Lemon, Thyme and Macadamia Nut Caramels

By • June 11, 2013 • 0 Comments

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Author Notes: These caramels were adapted from the infallable Dan Lepard in his book Short and Sweet; a book which will become your bible if you're a baker.

Lemon cuts through the richness of the caramel, thyme lends perfume, and the macadamias add luxury. Perfect to pop in your handbag in case of emergency or to give as gifts.

These little caramels can be jazzed up any way you like - after you’ve made the initial caramel, you can substitute the caster sugar for muscavado, the butter for olive oil, the honey for maple syrup, or anything else you fancy. Once the cooking is done, stir in any flavouring you like, or just keep it simple and plain, if that’s your bag. You can make them in a large tin and cut them into squares, or in mini-muffin tins as I did.
BurntCream

Makes around 16

  • 5.25 ounces white caster sugar
  • 25 milliliters water
  • 2.6 ounces unsalted butter, cubed, plus extra for greasing the tin
  • 5.25 ounces white caster sugar
  • 75 milliliters honey
  • 200 milliliters double cream
  • 2 zest of two lemons
  • 4 sprigs fresh thyme, leaves only
  • 3.5 ounces macadamia nuts, roughly chopped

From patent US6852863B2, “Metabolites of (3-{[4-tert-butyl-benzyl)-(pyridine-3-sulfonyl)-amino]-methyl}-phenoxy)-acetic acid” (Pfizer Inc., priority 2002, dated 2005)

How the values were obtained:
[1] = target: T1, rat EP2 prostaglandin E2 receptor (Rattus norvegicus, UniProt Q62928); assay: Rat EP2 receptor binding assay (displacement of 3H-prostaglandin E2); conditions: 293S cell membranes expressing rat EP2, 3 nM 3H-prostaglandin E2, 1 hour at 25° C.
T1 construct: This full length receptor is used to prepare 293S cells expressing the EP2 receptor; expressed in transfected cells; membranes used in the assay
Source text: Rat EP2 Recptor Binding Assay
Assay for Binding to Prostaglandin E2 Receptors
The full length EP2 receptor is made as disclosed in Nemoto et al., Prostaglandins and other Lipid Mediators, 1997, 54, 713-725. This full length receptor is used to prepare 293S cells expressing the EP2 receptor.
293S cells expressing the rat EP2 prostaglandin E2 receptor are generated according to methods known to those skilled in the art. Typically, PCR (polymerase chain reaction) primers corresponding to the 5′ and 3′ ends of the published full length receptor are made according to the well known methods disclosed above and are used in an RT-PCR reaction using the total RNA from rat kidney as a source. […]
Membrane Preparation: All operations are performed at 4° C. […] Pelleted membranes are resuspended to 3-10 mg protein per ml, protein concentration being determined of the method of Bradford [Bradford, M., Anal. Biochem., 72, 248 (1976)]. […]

• 0.25 teaspoons fine sea salt
  1. Before you start, have everything ready and close to hand. Put the first 150g batch of sugar and the water in a heavy bottomed pan over a medium heat and stir to combine. Now put your spoon down, it’s very important not to stir the mixture now as it will crystallise if you do, a gentle swirl is all you need. Your sugar mixture will start to look like a white syrup, then a clear syrup which will start to bubble vigorously. After some minutes it will start to turn to a light golden colour, swirl gently to ensure it’s cooking evenly, and keep a close watch on it.
  2. When it gets to about the same colour as a new penny, take it off the heat and, keeping your face at a safe distance, add the butter. It will bubble up like crazy, and now you can stir again. Add the remaining sugar, honey, salt and cream and stir to mix together. Return to the heat and here’s where your sugar thermometer comes into play - if you can, clip it to the side of the pan. Heat the caramel to 125C (this will give you a chewy caramel, for a sauce just go to 113C and for a hard caramel go up to 130C.
  3. As soon as you get to temperature, remove from the heat and give it a minute for the bubbles to die down before you add the nuts, thyme leaves and zest.
  4. Pour into your lightly buttered tin or moulds whilst still hot and then leave until completely cool at which point you can turn the caramel out and cut into pieces if you’ve made a large block. It’s best to wrap each one in a bit of baking parchment or cellophane to stop them sticking together.
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